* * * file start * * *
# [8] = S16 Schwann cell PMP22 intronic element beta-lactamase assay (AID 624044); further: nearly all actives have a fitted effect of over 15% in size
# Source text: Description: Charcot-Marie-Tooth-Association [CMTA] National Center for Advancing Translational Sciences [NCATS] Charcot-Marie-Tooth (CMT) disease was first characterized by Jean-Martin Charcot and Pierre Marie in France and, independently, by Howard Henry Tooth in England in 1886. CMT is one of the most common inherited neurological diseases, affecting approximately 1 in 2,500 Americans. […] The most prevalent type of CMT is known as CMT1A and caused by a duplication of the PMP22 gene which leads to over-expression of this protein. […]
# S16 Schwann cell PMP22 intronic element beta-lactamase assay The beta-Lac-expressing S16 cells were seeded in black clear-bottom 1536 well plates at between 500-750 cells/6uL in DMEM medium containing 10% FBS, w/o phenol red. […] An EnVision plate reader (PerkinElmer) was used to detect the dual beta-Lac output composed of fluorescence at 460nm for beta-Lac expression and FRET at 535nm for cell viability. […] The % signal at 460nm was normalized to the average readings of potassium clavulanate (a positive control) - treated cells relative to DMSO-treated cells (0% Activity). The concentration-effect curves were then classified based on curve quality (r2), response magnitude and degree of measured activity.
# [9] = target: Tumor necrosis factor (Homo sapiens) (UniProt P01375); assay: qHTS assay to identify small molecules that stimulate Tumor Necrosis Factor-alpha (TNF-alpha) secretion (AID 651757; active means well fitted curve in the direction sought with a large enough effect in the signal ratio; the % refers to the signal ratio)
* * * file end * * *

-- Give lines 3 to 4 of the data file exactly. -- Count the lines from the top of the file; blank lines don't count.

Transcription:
# S16 Schwann cell PMP22 intronic element beta-lactamase assay The beta-Lac-expressing S16 cells were seeded in black clear-bottom 1536 well plates at between 500-750 cells/6uL in DMEM medium containing 10% FBS, w/o phenol red. […] An EnVision plate reader (PerkinElmer) was used to detect the dual beta-Lac output composed of fluorescence at 460nm for beta-Lac expression and FRET at 535nm for cell viability. […] The % signal at 460nm was normalized to the average readings of potassium clavulanate (a positive control) - treated cells relative to DMSO-treated cells (0% Activity). The concentration-effect curves were then classified based on curve quality (r2), response magnitude and degree of measured activity.
# [9] = target: Tumor necrosis factor (Homo sapiens) (UniProt P01375); assay: qHTS assay to identify small molecules that stimulate Tumor Necrosis Factor-alpha (TNF-alpha) secretion (AID 651757; active means well fitted curve in the direction sought with a large enough effect in the signal ratio; the % refers to the signal ratio)